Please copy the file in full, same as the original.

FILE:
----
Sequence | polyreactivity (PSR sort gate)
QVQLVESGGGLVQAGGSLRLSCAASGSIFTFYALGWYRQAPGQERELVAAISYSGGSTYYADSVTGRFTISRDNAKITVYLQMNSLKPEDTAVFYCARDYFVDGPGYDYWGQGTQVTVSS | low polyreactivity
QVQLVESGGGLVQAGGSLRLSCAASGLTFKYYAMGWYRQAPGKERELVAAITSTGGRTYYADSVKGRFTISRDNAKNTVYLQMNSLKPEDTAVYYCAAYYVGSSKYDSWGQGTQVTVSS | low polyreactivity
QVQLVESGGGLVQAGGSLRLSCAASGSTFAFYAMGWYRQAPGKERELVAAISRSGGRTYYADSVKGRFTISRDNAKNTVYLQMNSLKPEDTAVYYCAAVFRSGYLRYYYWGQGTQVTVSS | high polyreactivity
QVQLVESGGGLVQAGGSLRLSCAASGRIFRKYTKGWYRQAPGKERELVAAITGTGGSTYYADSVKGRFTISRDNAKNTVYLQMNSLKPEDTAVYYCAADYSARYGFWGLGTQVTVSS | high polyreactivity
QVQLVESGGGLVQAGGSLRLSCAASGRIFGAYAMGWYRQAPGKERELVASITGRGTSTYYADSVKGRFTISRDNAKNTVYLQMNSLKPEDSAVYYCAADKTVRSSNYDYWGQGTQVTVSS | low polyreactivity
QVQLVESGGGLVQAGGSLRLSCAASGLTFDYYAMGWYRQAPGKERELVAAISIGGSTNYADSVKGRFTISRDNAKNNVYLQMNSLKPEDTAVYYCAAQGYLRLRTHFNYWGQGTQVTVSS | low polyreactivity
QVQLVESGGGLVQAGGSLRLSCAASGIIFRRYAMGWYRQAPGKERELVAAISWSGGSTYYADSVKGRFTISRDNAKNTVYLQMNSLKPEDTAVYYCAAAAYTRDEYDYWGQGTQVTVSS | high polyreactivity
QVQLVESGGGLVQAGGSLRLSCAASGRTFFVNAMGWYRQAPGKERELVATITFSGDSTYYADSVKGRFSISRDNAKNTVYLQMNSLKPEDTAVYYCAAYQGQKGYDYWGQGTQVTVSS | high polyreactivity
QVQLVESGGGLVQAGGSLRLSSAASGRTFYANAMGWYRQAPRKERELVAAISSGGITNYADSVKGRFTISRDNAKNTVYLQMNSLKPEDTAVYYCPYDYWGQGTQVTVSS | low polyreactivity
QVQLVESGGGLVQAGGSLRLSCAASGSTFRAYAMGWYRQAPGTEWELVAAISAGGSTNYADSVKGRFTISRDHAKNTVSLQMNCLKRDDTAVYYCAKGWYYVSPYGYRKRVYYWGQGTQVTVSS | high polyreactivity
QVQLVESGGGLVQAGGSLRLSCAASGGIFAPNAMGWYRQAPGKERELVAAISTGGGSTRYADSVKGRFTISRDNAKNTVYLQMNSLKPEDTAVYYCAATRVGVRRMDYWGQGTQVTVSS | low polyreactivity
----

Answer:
Sequence | polyreactivity (PSR sort gate)
QVQLVESGGGLVQAGGSLRLSCAASGSIFTFYALGWYRQAPGQERELVAAISYSGGSTYYADSVTGRFTISRDNAKITVYLQMNSLKPEDTAVFYCARDYFVDGPGYDYWGQGTQVTVSS | low polyreactivity
QVQLVESGGGLVQAGGSLRLSCAASGLTFKYYAMGWYRQAPGKERELVAAITSTGGRTYYADSVKGRFTISRDNAKNTVYLQMNSLKPEDTAVYYCAAYYVGSSKYDSWGQGTQVTVSS | low polyreactivity
QVQLVESGGGLVQAGGSLRLSCAASGSTFAFYAMGWYRQAPGKERELVAAISRSGGRTYYADSVKGRFTISRDNAKNTVYLQMNSLKPEDTAVYYCAAVFRSGYLRYYYWGQGTQVTVSS | high polyreactivity
QVQLVESGGGLVQAGGSLRLSCAASGRIFRKYTKGWYRQAPGKERELVAAITGTGGSTYYADSVKGRFTISRDNAKNTVYLQMNSLKPEDTAVYYCAADYSARYGFWGLGTQVTVSS | high polyreactivity
QVQLVESGGGLVQAGGSLRLSCAASGRIFGAYAMGWYRQAPGKERELVASITGRGTSTYYADSVKGRFTISRDNAKNTVYLQMNSLKPEDSAVYYCAADKTVRSSNYDYWGQGTQVTVSS | low polyreactivity
QVQLVESGGGLVQAGGSLRLSCAASGLTFDYYAMGWYRQAPGKERELVAAISIGGSTNYADSVKGRFTISRDNAKNNVYLQMNSLKPEDTAVYYCAAQGYLRLRTHFNYWGQGTQVTVSS | low polyreactivity
QVQLVESGGGLVQAGGSLRLSCAASGIIFRRYAMGWYRQAPGKERELVAAISWSGGSTYYADSVKGRFTISRDNAKNTVYLQMNSLKPEDTAVYYCAAAAYTRDEYDYWGQGTQVTVSS | high polyreactivity
QVQLVESGGGLVQAGGSLRLSCAASGRTFFVNAMGWYRQAPGKERELVATITFSGDSTYYADSVKGRFSISRDNAKNTVYLQMNSLKPEDTAVYYCAAYQGQKGYDYWGQGTQVTVSS | high polyreactivity
QVQLVESGGGLVQAGGSLRLSSAASGRTFYANAMGWYRQAPRKERELVAAISSGGITNYADSVKGRFTISRDNAKNTVYLQMNSLKPEDTAVYYCPYDYWGQGTQVTVSS | low polyreactivity
QVQLVESGGGLVQAGGSLRLSCAASGSTFRAYAMGWYRQAPGTEWELVAAISAGGSTNYADSVKGRFTISRDHAKNTVSLQMNCLKRDDTAVYYCAKGWYYVSPYGYRKRVYYWGQGTQVTVSS | high polyreactivity
QVQLVESGGGLVQAGGSLRLSCAASGGIFAPNAMGWYRQAPGKERELVAAISTGGGSTRYADSVKGRFTISRDNAKNTVYLQMNSLKPEDTAVYYCAATRVGVRRMDYWGQGTQVTVSS | low polyreactivity